On occassion I write without objective; just observations that spill out and occupy themselves in my mind’s scrapbook. Sometimes I stumble across these words and they are like a warm sweater on a cold day.
The grass is at its prime in Central Park – just having drunk three days worth of spring showers. Like a fresh haircut, the blades dance in the wind, glints of sun, like glitter, are sprinkled throughout the Great Lawn.
Overdressed in my late winter parka, I walk amongst the athletes, the tourists, the private high school kids in phys ed. Children run one step in front of the nannies – yet one step behind the mommies on the Blackberries.
I walk behind a little Indian boy and his extended family of four. He too is overdressed. The outer most layer is a red quilted vest on top of a sweater concealing at least three more layers. The would-be grandma chases him with a tissue; the grandpa fumbles with a digital camera. I witness the older generation try to catch up – with youngsters, with technology. They walk around trying to be knocked down by unpredictability.
My thighs start to heat up as I walk, cooking under the tight blanket of denim in the afternoon sun. I find a seat on the inviting grass and unload my lime green spiral-bound Staples notebook. I scribble a bit but get easily distracted.
A dad in a leather blazer, pink button down, 1980s Ray Bans a la Tom Cruise, and loafers brings his three-year-old red-headed son for a day in the park. Within seconds the boy’s shoes are flying through the air. The divorced dad (no ring and wandering eyes) breaks out the catcher’s mitt. So cliché. The boy wears a Manning jersey. He throws the baseball and it lands three feet from me. I smile and look away into my notebook.
An old Hasidic Jew walks on the perimeter of the park. He’s even more overdressed than me – black wool hat and coat. My ensemble ended with the black coat.
Couples abound in various flavors. The young and seemingly in love plop their asses on the ground and intertwine their appendages into a game of Twister for two. Another couple comes in bathing suits and bring a blanket, a cooler and cell phones equipped for two. He stands up, low-rise jeans hanging below his waist. (Is this still fashionable from the late 90s or is it back?) He walks away to chat on the phone. Stretching his arms up as in salute to the sun – his boxers riding up about 4” above his jeans. He looks around. This one will always be looking around. The girl, in the meantime, takes this opportunity to rotate onto her stomach – wiggle her ass in the air and check her phone all the same. All to show him – “a bird in the hand is worth two in the bush.” Either that or – “I got options.”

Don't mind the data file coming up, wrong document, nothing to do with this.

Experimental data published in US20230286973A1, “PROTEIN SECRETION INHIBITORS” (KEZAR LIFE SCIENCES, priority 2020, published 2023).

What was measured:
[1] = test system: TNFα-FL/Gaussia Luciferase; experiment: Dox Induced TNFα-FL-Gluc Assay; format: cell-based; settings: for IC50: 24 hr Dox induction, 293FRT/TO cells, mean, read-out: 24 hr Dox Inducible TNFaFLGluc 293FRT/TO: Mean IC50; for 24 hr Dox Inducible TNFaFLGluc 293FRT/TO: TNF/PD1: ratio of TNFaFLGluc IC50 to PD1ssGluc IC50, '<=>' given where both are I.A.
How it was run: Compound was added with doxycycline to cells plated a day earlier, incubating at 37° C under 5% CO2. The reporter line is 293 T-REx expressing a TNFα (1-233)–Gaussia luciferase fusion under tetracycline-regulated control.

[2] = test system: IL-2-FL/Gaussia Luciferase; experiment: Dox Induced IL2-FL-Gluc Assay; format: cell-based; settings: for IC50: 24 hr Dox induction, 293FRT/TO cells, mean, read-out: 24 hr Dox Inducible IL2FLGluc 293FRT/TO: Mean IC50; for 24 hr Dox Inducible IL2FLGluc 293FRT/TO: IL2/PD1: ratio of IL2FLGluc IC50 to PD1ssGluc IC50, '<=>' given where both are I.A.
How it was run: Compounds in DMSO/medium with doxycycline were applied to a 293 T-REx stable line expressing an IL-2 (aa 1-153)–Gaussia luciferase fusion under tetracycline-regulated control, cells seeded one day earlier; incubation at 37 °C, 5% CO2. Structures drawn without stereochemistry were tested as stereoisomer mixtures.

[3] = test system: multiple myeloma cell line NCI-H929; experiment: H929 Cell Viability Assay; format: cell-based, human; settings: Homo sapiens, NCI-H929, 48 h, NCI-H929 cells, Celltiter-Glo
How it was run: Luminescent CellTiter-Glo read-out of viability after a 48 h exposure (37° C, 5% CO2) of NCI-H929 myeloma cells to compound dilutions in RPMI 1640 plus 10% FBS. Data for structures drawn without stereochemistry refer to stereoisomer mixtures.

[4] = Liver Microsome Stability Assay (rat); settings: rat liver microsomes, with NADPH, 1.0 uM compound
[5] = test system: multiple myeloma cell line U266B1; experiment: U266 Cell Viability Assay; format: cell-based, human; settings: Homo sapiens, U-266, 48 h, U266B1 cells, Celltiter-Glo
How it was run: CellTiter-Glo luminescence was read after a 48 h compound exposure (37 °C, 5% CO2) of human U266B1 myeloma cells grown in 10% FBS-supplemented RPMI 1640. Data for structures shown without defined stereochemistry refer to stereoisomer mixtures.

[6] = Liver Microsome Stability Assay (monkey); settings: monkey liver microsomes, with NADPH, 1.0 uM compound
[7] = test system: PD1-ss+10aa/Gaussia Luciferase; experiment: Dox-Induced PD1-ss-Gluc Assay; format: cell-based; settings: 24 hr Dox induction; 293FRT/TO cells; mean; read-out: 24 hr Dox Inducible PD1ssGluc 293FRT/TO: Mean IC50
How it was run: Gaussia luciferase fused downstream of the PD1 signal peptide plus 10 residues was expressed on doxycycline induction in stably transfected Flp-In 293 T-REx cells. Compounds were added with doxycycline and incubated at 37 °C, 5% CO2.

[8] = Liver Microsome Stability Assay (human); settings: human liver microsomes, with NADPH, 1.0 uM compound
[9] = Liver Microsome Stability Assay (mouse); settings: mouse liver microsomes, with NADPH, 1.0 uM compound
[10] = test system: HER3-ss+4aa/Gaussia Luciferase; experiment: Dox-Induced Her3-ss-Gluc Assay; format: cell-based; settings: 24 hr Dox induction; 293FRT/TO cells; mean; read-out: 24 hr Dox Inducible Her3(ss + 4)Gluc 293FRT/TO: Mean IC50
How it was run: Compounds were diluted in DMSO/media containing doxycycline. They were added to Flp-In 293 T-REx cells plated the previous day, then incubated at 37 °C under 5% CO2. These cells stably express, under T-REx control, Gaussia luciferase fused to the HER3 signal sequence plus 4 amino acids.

NYC is all about options. You’ve got options – a plethora of options. For everything. Bars, restaurants, shows, men, women, jobs, apartments.
It isn’t long until the dad of the red headed boy is on the ground – leaning on his elbow, and scrolling through his Blackberry. No one is ever here anymore. Everyone is in a chess game – always two steps ahead – trying to predict the future. Predict your opponents’ actions. Make all the right moves – win the game. We really are never taught the art of losing.
Another couples makes their home in my quadrant. Middle-aged and wealthy – they are finding their happiness on top of a cashmere throw and drinking red wine. They wear the uniform: khaki pants and matching white polo shirts. Getting buzzed under the spring sun – their eyes escape some sadness that has no monetary solution. Like Kleenex for the soul – they take a big gulp of the vino and lean back on their elbows to sun their faces.
Crowds of baseball-clad school kids stampede the field in shades of crimson, gold, navy and white, all proudly representing their overpriced educational abodes. Kids these days wear their elementary school brands on their apparel – a walking endorsement to go with their parents’ tuition checks of over $35K.
Strollers parade around the park as if from a 64 box of Crayola Crayons. Huge ones, umbrella ones, funky space age ones, overpriced ones. A flavor for every taste.
The wind blows and from the trees, “snow” falls, the remnants of the dried flower petals. They create a white runner on the carpet of mulch.
Within half an hour, the boy and the dad are rolling around about arms distance from me. The clouds are moving quicker as the wind picks up. I’m happy for my extra layers.
A teenage girl on rollerblades slows down and turns around to make sure she’s not skating too fast for the older man who’s following her. She spins around as if being watched, if only by her audience of one, and almost loses her balance. She adjusts and moves forward with a new-found need to prove her skill. A group of hardcore skaters follow her; a beacon on wheels.
An overweight woman, inappropriately dressed in spandex, makes her home within 10 yards of me. She lays down on her fluorescent orange shmata and rolls up her tight black shirt to just below her boobs. She proceeds to hike up her leggings for what I could only gather to be “calf sunning.” As she rolls around on her back, she rubs her jiggly belly a bit. The white flesh seems so bright on the green grass. When I finally walk away, I could still see her like an X on a treasure map. The Jelly Belly Lady on the Great Lawn.